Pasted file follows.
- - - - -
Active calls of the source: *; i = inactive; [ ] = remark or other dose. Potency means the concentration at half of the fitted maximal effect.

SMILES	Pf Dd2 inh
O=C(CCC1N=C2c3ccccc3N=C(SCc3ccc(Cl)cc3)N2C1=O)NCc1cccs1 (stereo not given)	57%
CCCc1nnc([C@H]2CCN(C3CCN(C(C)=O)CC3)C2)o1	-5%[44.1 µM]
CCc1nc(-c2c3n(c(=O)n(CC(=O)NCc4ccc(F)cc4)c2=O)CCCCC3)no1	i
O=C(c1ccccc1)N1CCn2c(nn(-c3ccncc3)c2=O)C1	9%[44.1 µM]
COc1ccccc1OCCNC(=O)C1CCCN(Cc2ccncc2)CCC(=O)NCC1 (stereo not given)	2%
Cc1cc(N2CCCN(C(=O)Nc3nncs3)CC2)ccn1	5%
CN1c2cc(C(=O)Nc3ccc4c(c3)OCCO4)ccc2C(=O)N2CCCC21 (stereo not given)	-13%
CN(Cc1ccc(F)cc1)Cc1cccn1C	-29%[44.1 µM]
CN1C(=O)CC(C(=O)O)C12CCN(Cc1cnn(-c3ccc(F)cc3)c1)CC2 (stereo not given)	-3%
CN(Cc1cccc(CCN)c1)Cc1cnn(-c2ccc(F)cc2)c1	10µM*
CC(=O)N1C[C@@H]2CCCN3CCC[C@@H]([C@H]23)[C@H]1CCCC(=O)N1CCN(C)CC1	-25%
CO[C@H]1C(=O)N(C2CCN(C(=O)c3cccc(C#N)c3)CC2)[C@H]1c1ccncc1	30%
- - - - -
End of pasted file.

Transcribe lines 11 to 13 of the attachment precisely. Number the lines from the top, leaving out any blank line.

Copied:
CN1C(=O)CC(C(=O)O)C12CCN(Cc1cnn(-c3ccc(F)cc3)c1)CC2 (stereo not given)	-3%
CN(Cc1cccc(CCN)c1)Cc1cnn(-c2ccc(F)cc2)c1	10µM*
CC(=O)N1C[C@@H]2CCCN3CCC[C@@H]([C@H]23)[C@H]1CCCC(=O)N1CCN(C)CC1	-25%